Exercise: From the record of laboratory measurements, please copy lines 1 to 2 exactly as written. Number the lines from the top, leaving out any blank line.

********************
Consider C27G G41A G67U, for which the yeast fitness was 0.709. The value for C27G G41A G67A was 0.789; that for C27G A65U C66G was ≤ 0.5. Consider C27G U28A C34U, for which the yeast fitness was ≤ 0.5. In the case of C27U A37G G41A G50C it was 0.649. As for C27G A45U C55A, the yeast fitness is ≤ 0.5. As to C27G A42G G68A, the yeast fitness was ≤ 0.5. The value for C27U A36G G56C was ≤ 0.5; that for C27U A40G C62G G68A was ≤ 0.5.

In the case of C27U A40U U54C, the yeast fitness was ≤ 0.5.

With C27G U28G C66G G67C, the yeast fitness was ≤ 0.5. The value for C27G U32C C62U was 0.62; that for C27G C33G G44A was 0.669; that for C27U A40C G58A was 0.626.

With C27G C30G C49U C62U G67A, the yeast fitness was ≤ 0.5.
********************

Consider C27G G41A G67U, for which the yeast fitness was 0.709. The value for C27G G41A G67A was 0.789; that for C27G A65U C66G was ≤ 0.5. Consider C27G U28A C34U, for which the yeast fitness was ≤ 0.5. In the case of C27U A37G G41A G50C it was 0.649. As for C27G A45U C55A, the yeast fitness is ≤ 0.5. As to C27G A42G G68A, the yeast fitness was ≤ 0.5. The value for C27U A36G G56C was ≤ 0.5; that for C27U A40G C62G G68A was ≤ 0.5.

In the case of C27U A40U U54C, the yeast fitness was ≤ 0.5.